CBD: A legal and regulatory update

FDA believes CBD is not a permissible dietary ingredient, but it has the option to consider circumstances that allow it to be used in a supplement.

Jonathan "Jay" Manfre, Chief legal officer

January 25, 2019

5 Min Read
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Over the past few years, cannabidiol (CBD) has become a household term. Moms, dads, brothers, sisters and even grandparents know what CBD is. At the least, they have probably heard of it. Cannabis sativa L. is a plant that includes both marijuana and hemp. CBD is a naturally occurring cannabinoid found in the cannabis plant. Hemp has a much lower concentration of delta-9 tetrahydrocannabinol (THC), the psychoactive chemical found in high amounts in marijuana.

On Dec. 20, 2018, President Donald Trump signed the Agriculture Improvement Act of 2018 (2018 Farm Bill), changing the landscape for companies involved in the hemp industry. Prior to the 2018 Farm Bill, the 2014 Farm Bill governed the growing and cultivation of hemp in the United States. The 2014 Farm Bill allowed for the growing and cultivation of “industrial hemp,” which was defined as “the plant Cannabis sativa L. and any part of such plant, whether growing or not, with a delta-9 tetrahydrocannabinol concentration of not more than 0.3 percent on a dry weight basis.” The 2018 Farm Bill significantly broadens the definition of “hemp” to mean “the plant Cannabis sativa L. and any part of that plant, including the seeds thereof and all derivatives, extracts, cannabinoids, isomers, acids, salts and salts of isomers, whether growing or not, with a delta-9 tetrahydrocannabinol concentration of not more than 0.3 percent on a dry weight basis.” Notably, the 2018 Farm Bill simply states “hemp” in its definition, rather than “industrial hemp,” and it includes the specific parts of the plant and its chemical constituents.

The second, and arguably most impactful distinction between the 2014 Farm Bill and the 2018 Farm Bill, is that the 2018 version amends the Controlled Substances Act (CSA). The first line of hemp provisions in the 2014 Farm Bill stated, “Notwithstanding the Controlled Substances Act…”. As a result, under the 2014 Farm Bill, the only parts of the hemp plant permitted were those parts specifically excluded as a controlled substance from the CSA: “the mature stalks of such plant, fiber produced from such stalks, oil or cake made from the seeds of such plant, any other compound, manufacture, salt, derivative, mixture, or preparation of such mature stalks (except the resin extracted therefrom), fiber, oil, or cake or the sterilized seed of such plant which is incapable of germination.” Notably, these parts of the hemp plant contain negligible amounts of CBD and other cannabinoids. The 2018 Farm Bill specifically amended the CSA to exempt all parts and constituents of the hemp plant from the definition of “marijuana” and as a result, “hemp” is no longer a controlled substance.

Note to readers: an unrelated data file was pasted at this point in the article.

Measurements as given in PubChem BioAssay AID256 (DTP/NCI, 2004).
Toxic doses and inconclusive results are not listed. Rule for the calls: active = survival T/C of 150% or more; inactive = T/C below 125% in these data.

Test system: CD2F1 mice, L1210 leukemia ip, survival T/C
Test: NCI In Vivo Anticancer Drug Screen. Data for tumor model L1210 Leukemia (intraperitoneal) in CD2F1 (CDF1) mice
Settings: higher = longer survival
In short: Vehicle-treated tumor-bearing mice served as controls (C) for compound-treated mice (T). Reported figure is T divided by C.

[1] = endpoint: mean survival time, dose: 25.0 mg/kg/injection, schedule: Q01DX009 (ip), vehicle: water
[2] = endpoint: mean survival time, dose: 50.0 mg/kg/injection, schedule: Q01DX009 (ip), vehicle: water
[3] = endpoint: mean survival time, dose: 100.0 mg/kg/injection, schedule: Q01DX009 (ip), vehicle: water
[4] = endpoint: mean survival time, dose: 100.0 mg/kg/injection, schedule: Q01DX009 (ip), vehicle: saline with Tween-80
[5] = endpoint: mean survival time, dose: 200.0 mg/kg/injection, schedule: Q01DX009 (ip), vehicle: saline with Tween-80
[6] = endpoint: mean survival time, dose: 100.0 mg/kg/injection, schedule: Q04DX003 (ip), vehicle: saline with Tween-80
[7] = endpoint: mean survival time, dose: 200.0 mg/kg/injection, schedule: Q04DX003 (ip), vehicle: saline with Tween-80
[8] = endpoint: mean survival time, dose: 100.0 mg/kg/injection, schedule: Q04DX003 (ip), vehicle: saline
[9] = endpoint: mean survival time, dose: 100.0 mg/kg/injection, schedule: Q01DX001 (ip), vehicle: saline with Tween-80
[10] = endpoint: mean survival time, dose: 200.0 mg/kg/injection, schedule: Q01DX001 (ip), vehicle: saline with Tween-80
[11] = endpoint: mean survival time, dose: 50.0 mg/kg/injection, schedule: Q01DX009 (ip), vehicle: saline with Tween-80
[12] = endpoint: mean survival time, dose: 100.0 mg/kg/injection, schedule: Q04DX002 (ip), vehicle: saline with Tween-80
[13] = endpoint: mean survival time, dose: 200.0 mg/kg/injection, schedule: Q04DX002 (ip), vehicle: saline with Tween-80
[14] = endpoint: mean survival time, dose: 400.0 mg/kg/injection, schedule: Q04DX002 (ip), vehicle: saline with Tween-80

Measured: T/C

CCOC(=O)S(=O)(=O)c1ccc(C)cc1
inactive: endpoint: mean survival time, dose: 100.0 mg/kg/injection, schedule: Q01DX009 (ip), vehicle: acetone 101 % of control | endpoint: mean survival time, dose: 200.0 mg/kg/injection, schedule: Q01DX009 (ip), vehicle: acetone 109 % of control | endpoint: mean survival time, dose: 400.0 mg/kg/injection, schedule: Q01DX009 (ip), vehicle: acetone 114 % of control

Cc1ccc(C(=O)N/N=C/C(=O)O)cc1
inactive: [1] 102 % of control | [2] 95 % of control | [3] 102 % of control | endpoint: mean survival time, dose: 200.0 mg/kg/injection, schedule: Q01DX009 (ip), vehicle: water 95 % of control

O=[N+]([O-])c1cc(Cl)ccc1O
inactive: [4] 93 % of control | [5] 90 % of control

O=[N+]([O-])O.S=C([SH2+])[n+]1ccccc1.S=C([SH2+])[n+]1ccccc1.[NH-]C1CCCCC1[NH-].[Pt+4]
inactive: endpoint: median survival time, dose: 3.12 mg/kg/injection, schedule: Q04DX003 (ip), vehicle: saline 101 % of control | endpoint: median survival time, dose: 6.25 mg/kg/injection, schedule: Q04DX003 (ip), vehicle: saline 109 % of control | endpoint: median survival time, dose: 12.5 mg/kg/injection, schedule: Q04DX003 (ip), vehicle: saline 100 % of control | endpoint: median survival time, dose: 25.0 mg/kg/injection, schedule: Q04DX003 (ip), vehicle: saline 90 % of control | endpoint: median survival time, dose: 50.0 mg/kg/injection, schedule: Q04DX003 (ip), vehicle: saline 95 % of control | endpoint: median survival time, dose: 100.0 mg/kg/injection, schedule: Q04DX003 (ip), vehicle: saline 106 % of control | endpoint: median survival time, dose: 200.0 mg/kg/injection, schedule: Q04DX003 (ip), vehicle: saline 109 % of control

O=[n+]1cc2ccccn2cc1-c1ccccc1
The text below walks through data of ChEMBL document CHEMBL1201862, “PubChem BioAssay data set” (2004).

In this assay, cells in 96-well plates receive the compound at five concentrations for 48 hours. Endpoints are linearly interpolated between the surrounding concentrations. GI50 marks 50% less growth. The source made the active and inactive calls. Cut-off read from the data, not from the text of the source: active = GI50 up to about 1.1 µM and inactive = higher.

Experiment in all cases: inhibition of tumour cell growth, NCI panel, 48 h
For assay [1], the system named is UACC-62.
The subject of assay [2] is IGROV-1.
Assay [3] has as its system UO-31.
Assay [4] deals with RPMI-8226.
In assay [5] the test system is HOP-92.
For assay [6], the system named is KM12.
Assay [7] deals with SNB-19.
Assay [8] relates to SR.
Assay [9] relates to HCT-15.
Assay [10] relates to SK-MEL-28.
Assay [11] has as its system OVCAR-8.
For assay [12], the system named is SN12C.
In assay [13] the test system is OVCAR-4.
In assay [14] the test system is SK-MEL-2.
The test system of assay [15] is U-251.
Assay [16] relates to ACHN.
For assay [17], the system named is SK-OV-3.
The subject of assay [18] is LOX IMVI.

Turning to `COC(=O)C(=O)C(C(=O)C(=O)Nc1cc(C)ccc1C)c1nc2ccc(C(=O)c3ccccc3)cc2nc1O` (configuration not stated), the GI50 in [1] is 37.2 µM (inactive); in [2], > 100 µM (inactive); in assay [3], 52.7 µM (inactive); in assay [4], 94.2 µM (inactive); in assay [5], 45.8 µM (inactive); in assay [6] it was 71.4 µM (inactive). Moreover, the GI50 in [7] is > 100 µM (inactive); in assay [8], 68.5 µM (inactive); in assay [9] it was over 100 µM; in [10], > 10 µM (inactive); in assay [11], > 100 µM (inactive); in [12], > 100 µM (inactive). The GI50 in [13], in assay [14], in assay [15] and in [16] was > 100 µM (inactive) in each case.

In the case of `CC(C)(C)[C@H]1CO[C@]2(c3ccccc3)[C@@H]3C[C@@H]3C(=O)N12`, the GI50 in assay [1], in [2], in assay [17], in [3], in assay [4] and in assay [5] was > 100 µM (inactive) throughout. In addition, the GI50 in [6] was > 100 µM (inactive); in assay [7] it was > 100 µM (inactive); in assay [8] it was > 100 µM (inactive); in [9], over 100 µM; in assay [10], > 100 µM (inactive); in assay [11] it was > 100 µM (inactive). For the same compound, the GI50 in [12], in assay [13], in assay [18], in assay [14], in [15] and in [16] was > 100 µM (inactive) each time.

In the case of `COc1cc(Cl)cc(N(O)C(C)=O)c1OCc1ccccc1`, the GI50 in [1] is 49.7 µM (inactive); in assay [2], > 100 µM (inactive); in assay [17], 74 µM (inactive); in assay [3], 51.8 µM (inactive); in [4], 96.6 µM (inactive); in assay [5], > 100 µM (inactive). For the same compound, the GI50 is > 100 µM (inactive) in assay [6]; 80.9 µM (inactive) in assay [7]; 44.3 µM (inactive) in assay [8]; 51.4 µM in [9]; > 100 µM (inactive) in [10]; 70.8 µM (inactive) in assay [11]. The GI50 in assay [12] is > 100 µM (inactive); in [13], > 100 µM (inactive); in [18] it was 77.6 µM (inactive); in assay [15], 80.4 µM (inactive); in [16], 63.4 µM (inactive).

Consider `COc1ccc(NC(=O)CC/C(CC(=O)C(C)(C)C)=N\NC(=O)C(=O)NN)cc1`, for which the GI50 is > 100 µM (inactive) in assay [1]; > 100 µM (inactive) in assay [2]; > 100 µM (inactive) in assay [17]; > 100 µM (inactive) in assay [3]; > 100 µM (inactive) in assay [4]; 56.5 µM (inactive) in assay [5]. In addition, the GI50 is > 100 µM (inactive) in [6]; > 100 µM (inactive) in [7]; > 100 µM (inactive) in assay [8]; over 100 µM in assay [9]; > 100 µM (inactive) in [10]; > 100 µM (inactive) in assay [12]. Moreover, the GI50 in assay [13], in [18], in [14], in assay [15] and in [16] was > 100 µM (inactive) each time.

The third most significant change is how the two versions differ with respect to who is permitted to grow and cultivate hemp. The 2018 Farm Bill removed the restriction on growing and cultivating “for purposes of research.”

The 2018 Farm Bill provided that if a state or Indian tribe wants to have primary regulatory authority over the production of hemp in its state or tribal territory, it must submit a plan to the Secretary of Agriculture, under which the state or tribal territory will monitor and regulate production. The Secretary has 60 days following the receipt of a state or tribal plan to either approve or disapprove its plan.